Why do I say “the future” if it’s in fact already available in CRM 2016, for both Online and on-prem customers? Well, if you’re an existing Dynamics CRM user, the chances are that you’re not going to deploy this into production use quite yet. For starters, it only supports a limited set of the core CRM entities like account, contact, activity and case. Sales opportunities, leads, marketing lists or campaigns aren’t within the scope of this release. While you can show custom entities in the Interactive Service Hub, you’ll not be able to perform many of the more advanced customization tasks that the traditional Dynamics CRM web client supports, like embedding web resources or Iframes to forms.
There’s a lot to like about the new user experience that this “interactive” web client presents us with. The new dashboards especially appear to address many of the requests that CRM users typically have, like the ability to apply global filters to all the charts. The method of presenting related records and streams of activities is definitely more in line with the way modern mobile apps work, even if the experience itself feels a bit too mobile for a full size monitor in terms of information density. Still, in its current state it remains more of an experimental release that’s not meant for wider adoption yet. Much like the infamous Polaris release prior to CRM 2013, this Interactive Service Hub will be best used for learning about and preparing for the direction of future Dynamics CRM web clients.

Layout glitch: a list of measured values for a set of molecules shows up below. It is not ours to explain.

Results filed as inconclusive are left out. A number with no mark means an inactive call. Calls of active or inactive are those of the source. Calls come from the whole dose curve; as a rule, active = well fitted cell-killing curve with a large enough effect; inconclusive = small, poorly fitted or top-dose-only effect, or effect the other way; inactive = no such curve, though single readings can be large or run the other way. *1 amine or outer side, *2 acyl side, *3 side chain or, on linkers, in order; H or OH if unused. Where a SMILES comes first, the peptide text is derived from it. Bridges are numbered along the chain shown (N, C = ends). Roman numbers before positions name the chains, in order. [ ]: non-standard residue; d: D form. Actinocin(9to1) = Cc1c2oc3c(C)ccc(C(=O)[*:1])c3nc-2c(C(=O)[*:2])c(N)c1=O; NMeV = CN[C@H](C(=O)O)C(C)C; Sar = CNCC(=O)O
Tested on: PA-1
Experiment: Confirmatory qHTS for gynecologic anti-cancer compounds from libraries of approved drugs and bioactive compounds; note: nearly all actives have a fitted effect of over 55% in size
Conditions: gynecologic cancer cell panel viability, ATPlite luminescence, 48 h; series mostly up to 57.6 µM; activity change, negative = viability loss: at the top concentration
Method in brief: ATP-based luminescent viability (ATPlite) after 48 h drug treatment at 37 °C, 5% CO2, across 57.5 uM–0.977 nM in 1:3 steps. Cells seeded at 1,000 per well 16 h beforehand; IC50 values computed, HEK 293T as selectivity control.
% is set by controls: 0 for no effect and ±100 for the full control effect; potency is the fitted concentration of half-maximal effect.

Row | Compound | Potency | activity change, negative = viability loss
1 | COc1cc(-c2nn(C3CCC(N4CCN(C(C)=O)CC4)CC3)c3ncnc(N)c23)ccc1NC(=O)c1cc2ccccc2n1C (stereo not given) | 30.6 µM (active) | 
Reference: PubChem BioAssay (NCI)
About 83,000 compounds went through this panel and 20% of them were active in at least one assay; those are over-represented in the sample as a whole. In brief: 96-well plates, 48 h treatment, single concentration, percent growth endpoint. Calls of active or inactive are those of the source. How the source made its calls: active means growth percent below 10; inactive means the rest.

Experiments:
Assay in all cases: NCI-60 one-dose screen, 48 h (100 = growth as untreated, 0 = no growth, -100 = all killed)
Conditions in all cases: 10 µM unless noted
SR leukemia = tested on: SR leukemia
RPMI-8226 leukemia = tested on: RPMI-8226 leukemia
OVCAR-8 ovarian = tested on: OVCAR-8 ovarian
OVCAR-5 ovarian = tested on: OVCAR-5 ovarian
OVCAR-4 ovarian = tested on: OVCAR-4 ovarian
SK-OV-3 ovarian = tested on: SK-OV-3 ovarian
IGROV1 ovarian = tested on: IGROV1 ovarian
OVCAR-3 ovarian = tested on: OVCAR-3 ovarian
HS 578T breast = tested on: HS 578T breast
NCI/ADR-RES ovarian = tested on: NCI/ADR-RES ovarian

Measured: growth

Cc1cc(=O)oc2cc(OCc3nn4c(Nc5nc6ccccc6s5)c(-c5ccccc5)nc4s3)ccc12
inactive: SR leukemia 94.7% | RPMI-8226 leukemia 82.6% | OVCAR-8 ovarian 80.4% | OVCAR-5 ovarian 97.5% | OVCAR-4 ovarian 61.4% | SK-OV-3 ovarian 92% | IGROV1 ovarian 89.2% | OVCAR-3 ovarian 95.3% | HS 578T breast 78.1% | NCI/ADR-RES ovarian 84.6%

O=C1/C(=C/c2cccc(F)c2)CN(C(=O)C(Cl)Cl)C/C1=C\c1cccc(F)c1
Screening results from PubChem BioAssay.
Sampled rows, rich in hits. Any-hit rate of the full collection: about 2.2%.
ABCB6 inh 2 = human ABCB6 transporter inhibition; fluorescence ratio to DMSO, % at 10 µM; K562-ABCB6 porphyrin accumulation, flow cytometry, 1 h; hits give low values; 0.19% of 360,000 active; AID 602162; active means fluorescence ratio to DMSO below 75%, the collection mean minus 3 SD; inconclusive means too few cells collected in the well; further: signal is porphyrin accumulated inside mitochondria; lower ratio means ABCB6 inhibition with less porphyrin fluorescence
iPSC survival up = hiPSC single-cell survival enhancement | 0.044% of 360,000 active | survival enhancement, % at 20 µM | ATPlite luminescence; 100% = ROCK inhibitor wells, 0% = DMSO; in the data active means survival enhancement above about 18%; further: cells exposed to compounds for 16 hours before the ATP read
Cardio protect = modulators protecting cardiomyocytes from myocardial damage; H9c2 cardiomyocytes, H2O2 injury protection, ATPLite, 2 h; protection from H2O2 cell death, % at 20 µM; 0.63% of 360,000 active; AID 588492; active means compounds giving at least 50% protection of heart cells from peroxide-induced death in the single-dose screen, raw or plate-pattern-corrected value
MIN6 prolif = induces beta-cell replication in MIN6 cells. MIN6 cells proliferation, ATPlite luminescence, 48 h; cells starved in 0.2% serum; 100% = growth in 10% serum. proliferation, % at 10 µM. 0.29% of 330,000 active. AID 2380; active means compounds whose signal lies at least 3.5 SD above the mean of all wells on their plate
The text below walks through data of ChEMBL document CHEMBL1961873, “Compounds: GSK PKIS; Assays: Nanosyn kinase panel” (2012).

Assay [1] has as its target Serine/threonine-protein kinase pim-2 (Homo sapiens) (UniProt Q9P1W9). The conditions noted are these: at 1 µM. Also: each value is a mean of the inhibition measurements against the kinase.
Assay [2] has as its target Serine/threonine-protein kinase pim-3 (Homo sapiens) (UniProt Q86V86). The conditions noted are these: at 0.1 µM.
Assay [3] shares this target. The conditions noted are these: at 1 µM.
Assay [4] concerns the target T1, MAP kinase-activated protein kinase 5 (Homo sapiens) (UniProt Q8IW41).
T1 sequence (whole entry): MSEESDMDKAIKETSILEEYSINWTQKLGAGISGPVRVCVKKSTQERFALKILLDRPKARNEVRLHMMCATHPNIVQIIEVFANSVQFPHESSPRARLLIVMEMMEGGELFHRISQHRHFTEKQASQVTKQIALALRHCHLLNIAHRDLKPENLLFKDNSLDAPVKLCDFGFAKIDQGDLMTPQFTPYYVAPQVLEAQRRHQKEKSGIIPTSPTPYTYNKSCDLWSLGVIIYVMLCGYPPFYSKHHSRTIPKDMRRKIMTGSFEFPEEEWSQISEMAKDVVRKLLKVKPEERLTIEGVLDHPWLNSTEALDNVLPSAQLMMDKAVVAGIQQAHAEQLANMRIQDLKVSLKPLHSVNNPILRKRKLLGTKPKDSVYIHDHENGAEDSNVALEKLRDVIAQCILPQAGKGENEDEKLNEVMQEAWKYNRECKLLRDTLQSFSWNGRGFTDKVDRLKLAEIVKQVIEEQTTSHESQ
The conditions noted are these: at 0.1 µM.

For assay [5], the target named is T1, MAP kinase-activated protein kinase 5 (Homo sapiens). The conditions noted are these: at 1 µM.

Explaining this grand scheme of things to the customers will be tricky, as it was with Polaris. For example, in order to leverage the new Knowledge Articles you have to access them via The Hub, presumably because Microsoft hasn’t wanted to build a rich text editor UI for the old web client anymore but has rather focused their investments on MoCA. Within the right feature scope you can probably do cool stuff with this client already, it’s going to required setting the right expectation level right from the start. Oh well, I guess that’s what us consultants are there for…
CRM Via The Apps
On the mobile apps there is now the ability include new types of visual controls for the mobile forms that can make CRM data both a lot more pleasing to the eye as well as easier to work with on a touch screen device. While many of these new controls would surely be great additions to have on normal web client forms as well, Microsoft has decided not to enable them for browser users of CRM in this release. Remember what I said about the MoCA framework being the focus area for MS?